How to take care of your mattress

It wasn’t that long ago that mattresses were one of the most neglected items in most households. Today, however, many people are choosing to invest in a quality mattress set as an important part of their sleep system. And it’s a great decision if done right.

The U.S. Bureau of Labor estimates that Americans sleep an average of 7.7 hours every day. That is a lot of mattress time. The quality of your sleep depends a lot on your mattress — specifically its quality and how well you take care of it. Once you have found the right mattress, you’ll want to know how it can be properly maintained.

Women Cleaning Bed

Scientific studies show that healthy sleep is crucial to general health and well-being. But how do you get better sleep and better support from your mattress? According to the American Sleep Association, keeping your mattress clean and “properly supported” will not only help you to enjoy a favorable sleep experience, but it can also contribute to your overall health.

Taking care of your mattress can seem kind of daunting, but the interaction itself is very simple. 

To take better care of your mattress, you have to know how to clean and maintain it properly. Take a look at the following tips to accomplish this task easier.


Many people don’t really think about their mattress warranty until they need it, but reading it before doing anything with your mattress can bring peace of mind. For those who have had their mattress for a while and are wondering what to do when it’s time to clean it, we highly suggest reading over your statement of warranty beforehand.

The first thing you should do as soon as you get a new mattress is take it out of the plastic wrapping and keep it in your home. Leave any plastic wrappings on, and don’t leave it in the garage for a week, as the damp might lead to rot. Unwrap your mattress immediately so there’s no chance of mold growing inside or outside of it. Then, make sure to treat it with products specific to preventing or eliminating bedbug infestations — usually, this means using powders or sprays licensed to kill these pests without damaging your mattress.

Because of the increasing use of plastics in our mattresses they don’t just need to be aired occasionally, they are best aired daily. Not only will airing your mattress help it last longer naturally by allowing moisture out, but it will also prevent those dreaded moulds that can build up down the line.

A mattress protector is a soft, washable cover that protects your mattress from stains and damage. They are particularly useful when you have pets or small children. Instead of having to replace your mattress or deal with stains, a protective cover will not only prolong the life of your mattress: it could prevent you from having to purchase a new one altogether.

The theory is that new mattresses sometimes have lumpy upholstery fillings, so regular turning will help them to settle down more evenly. This way, the mattress can stay flatter for longer and sleepers won’t feel as if they’ve settled into sags or dips in the mattress.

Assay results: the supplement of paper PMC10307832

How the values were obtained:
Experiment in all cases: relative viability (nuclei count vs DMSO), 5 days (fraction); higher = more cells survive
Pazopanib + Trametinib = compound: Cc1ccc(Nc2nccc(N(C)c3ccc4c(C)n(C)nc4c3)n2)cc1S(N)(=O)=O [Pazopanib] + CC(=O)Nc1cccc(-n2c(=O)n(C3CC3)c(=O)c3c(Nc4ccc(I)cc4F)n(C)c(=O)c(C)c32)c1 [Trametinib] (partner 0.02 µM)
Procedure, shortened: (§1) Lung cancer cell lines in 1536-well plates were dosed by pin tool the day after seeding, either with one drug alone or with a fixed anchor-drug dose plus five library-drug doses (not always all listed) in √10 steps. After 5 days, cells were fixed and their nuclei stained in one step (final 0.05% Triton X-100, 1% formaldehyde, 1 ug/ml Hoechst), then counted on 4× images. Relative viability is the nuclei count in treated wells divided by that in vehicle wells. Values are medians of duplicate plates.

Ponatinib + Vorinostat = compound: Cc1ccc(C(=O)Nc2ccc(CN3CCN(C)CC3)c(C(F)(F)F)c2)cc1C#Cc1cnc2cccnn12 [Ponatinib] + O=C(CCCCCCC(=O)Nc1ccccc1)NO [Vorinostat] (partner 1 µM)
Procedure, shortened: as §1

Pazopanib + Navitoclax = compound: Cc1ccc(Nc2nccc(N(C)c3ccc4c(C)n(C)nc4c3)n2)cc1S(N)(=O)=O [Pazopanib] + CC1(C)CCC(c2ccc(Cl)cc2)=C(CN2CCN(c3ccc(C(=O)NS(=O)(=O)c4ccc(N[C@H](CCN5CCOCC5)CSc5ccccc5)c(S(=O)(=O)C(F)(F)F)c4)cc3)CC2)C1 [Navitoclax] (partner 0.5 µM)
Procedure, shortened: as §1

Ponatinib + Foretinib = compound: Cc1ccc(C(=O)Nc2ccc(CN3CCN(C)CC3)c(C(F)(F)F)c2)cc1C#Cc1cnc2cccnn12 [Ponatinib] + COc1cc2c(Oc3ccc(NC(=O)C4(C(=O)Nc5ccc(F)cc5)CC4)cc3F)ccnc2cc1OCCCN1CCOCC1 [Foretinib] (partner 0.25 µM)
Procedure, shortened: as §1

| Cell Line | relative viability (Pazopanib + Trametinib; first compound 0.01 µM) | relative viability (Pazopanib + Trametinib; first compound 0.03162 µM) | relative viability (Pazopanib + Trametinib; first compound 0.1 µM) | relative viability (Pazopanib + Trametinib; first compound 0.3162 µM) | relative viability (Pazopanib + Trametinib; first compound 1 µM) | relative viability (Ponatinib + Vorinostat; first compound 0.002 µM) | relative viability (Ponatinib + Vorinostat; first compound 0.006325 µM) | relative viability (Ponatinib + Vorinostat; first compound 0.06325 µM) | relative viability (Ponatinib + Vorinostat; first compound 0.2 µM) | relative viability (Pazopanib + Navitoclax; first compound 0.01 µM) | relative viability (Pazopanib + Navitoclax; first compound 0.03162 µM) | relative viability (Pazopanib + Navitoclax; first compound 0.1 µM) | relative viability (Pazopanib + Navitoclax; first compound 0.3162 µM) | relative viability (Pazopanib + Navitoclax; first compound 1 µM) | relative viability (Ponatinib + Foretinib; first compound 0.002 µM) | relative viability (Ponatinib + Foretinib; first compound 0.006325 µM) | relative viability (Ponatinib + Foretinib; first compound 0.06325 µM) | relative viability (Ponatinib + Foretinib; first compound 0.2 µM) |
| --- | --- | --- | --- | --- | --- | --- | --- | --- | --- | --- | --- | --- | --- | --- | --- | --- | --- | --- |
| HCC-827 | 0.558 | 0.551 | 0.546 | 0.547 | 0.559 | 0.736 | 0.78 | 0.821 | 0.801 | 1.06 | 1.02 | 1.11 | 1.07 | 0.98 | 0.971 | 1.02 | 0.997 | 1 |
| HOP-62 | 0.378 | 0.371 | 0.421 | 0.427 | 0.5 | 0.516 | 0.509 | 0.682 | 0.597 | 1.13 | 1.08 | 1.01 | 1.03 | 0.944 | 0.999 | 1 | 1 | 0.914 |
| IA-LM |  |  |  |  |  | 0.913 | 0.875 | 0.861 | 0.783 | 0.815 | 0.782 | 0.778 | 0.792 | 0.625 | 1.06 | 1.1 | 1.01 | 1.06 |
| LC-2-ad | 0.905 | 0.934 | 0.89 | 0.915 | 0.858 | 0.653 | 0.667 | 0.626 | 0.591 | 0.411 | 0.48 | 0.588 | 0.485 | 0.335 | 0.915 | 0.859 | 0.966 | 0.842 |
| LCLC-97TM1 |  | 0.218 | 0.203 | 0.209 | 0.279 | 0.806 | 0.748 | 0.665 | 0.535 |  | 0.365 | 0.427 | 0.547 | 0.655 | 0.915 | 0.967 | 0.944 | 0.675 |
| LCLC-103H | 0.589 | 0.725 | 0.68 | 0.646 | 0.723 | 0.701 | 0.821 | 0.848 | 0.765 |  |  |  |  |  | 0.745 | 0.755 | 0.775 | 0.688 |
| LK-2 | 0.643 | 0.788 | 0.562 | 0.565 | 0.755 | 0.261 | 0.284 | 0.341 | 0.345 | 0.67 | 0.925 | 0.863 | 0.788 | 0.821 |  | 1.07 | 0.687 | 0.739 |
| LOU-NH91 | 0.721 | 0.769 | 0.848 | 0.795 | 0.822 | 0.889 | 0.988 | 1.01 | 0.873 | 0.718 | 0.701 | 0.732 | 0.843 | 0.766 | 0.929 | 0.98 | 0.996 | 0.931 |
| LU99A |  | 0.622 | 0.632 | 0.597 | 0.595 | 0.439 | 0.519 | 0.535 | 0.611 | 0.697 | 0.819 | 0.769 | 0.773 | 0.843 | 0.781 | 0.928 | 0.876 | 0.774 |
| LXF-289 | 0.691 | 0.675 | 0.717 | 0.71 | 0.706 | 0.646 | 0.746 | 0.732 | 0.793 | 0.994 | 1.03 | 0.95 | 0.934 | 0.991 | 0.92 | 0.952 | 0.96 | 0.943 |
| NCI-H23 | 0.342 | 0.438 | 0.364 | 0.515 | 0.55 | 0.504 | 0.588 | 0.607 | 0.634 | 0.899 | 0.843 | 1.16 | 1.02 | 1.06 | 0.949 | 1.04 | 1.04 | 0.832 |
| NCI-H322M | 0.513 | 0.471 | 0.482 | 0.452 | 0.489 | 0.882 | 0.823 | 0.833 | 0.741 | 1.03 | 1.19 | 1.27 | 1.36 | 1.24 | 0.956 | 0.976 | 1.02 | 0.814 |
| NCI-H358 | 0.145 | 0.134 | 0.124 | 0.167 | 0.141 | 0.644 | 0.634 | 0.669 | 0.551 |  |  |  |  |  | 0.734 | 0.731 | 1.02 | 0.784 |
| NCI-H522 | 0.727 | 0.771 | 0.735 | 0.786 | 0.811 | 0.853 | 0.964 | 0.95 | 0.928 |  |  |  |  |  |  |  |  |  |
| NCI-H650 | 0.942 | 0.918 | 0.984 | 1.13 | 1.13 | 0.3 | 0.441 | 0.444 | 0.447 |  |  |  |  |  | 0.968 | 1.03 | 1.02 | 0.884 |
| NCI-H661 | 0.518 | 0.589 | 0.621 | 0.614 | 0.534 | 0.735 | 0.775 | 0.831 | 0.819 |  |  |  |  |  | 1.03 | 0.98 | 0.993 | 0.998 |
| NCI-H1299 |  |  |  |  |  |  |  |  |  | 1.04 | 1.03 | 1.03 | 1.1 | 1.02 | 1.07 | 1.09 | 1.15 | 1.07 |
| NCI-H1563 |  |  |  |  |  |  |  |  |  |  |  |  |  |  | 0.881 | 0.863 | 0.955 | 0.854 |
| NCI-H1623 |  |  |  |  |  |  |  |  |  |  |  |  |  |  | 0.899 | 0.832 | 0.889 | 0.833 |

Not all mattresses need to be turned. As long as the manufacturer recommends it, you can continue to flip and rotate the mattress every week during the first three months, and then every three to four months after that. As a result, the upholstery fillings will settle down more evenly.

The Sleep Council estimates that the average adult sheds approximately 454g of dead skin throughout the course of a year, most of which ends up nestled within the bed.

Vacuum the mattress base: It is important to keep the mattress and its base clean. Bacteria, molds, dead skin cells, dust, dander and other particles can build up on your mattress and contribute to allergies. Vacuuming the mattress base once in a while can help keep rid of these allergens.

Although there is no exact answer to how often a mattress should be cleaned, it is advisable to clean it every six months.

A good mattress is quite an investment so you want to make sure you’re looking after it. One of the simplest ways of doing this is remembering not to sit or jump on the edge of your bed regularly. This could be detrimental to the longevity of your bedding.

As you fall asleep you drop sweat, oils, hair, and cells from your skin. The food eaten in bed leaves behind crumbs, and pets can track in all sorts of stuff. In addition to getting gross, this can breed bacteria and encourage dust mites in mattress layers.

According to most cleaning experts, bed sheets and blankets should be washed every week to every two weeks. Even when you use a mattress protector, it’s still important to keep linens clean. Wash the mattress protector on a regular basis according to the manufacturer’s directions.

This one should be pretty self-explanatory. For example, do not jump on the bed, do not put an old mattress under the new one instead of a box spring (yes, this happened to one of my customers), and do not smoke in the bed…use common sense. You should treat the mattress as the important, valuable item that it is.




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